The plaza in front of the Palace complex has an unexcavated, range-type structure on the south side. It sits on a raised platform with a terrace in front. The west side of the plaza is open with only the foundation imprint of a single, small structure evident. The north side of the plaza is also open though a number of rubble mounds, some of notable height, are located a bit further to the north near the entrance. A ball court has yet to be identified.
The courtyard behind the Palace complex is composed of several structures in a reduced state of preservation. A structure on the north side of the courtyard once contained four chambers. Only a single, partial vault is now discernable. The rest of the structures are mostly rubble. The remains of a small platform/altar are positioned in the center of the courtyard. Other unexcavated groups are located further to the east and north.
The site of Xculoc is located about 2 miles/3.3 kms west from Chunhuhub. The ruins are located upon a low hill overlooking a fertile savannah. Retaining walls feature megalithic stonework. Only one structure has been restored, clearly of Puuc style architecture and similar to the Palace at Chunhuhub. It is in the shape of a capital “L”, and features nine chambers facing onto a terrace. The north side contains five chambers while the west side has four. One entryway on the north side is encircled by a row of nicely carved glyphs. A frieze runs the length of the structure above the medial molding. It consists of numerous colonnettes that were once interspersed by sculptured figures. Three of these figures are now housed in Campeche museums.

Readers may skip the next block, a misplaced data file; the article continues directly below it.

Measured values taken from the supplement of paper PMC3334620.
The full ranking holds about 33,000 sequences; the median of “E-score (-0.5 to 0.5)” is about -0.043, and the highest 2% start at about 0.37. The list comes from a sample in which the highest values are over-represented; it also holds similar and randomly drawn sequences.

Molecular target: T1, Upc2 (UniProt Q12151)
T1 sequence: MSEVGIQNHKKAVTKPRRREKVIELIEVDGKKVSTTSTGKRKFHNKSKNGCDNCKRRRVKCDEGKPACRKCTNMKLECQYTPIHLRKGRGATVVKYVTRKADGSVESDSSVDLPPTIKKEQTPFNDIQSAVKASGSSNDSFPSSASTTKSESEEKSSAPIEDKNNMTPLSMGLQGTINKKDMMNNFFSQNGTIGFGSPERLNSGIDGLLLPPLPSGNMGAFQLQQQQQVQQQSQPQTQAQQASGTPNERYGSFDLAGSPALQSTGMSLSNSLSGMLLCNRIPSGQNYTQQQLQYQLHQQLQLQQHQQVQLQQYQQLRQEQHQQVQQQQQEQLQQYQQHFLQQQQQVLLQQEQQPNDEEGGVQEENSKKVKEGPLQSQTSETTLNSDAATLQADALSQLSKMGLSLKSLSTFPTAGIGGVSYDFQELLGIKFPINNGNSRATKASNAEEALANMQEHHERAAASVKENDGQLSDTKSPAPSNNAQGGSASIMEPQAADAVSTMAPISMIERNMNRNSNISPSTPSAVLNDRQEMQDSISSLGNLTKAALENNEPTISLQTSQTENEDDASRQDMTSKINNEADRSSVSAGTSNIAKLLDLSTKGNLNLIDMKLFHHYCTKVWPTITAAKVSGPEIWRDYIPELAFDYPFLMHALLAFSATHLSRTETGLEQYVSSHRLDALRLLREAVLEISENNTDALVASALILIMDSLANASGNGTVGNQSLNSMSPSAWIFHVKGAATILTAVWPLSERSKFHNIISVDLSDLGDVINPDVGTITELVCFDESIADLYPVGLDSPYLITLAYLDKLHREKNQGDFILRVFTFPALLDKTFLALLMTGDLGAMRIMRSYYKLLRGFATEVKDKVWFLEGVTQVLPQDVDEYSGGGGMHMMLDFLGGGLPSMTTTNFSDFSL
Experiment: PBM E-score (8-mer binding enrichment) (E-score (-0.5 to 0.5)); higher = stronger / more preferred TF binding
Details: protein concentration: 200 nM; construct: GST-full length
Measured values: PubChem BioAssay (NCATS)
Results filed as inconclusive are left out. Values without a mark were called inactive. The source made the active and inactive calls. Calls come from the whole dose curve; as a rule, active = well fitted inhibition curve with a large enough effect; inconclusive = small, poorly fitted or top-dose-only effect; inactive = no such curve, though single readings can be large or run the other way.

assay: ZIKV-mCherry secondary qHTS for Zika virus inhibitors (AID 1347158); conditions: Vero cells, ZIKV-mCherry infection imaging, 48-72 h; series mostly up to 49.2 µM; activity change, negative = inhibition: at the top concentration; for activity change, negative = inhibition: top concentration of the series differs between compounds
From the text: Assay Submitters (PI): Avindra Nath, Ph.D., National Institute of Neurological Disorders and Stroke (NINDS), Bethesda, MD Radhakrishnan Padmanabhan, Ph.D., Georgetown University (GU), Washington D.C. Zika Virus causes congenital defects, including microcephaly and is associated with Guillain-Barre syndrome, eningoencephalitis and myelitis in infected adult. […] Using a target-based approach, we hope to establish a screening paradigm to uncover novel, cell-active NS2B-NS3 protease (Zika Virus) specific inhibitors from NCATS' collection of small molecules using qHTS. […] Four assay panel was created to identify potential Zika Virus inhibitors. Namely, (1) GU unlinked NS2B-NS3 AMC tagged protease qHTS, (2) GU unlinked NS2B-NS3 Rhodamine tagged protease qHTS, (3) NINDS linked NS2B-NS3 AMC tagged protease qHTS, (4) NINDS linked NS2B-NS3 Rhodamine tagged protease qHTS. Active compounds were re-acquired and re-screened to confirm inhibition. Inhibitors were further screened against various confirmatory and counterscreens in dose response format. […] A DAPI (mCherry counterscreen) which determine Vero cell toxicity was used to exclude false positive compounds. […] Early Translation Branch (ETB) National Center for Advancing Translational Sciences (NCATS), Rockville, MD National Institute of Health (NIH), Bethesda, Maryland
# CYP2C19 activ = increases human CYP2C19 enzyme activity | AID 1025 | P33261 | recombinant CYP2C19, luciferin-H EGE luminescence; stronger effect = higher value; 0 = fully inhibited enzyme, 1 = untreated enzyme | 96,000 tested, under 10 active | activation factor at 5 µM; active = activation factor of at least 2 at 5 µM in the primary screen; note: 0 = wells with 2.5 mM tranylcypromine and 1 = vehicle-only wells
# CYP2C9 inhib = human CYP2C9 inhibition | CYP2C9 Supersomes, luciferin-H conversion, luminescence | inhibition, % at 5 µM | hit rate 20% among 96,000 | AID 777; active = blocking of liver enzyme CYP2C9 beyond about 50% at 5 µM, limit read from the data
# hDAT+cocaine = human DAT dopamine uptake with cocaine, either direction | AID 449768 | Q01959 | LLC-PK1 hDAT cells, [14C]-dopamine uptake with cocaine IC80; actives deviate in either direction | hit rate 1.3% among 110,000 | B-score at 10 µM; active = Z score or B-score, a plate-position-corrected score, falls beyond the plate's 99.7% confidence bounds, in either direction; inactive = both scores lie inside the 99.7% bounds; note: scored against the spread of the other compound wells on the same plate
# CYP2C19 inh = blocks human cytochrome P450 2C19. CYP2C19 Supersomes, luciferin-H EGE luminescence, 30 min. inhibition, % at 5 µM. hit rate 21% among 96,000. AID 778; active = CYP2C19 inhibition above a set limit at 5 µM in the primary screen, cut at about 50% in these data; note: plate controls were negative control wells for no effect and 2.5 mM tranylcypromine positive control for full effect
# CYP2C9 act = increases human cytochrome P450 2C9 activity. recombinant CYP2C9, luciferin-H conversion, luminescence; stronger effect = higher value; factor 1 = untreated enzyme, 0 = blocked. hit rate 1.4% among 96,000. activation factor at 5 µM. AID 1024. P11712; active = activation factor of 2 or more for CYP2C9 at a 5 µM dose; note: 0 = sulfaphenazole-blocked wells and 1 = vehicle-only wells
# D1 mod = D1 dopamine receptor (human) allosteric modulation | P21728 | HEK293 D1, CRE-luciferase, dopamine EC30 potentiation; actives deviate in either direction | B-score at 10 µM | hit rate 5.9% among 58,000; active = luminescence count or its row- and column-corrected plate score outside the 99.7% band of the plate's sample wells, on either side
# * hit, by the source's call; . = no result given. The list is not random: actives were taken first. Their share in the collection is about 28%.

A path on the east end of the structure leads up to a courtyard. The partial remains of some structures that once ringed the courtyard are observed. A portion of a wall of the west structure has some interesting incised designs. The rest of the site is extremely overgrown. It is of interest to note that a stela has been recovered from this small site and is now exhibited in a Campeche museum.
chunhuhub overview google erth
xculoc c1887 teobert maler
structure 2 hjpd
welcome to the mayan ruins website .
xculoc c1840's frederick catherwood
palace steve mellard
view of structure 2 from palace courtyard steve mellard
site plan INAH
xculoc stela hjpd
sculpture steve mellard
xculoc main structure el jaguar
palace archway SW corner steve mellard
xculoc glyph framed doorway steve mellard
palace doorway 2 steve mellard
stairway and structure 2 steve mellard
xculoc frieze sculpture hjpd
south structure palace courtyard steve mellard
structure mounds north of plaza steve mellard
sculpture steve mellard
north structure palace courtyard steve mellard
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palace and structure 2 garcia anaya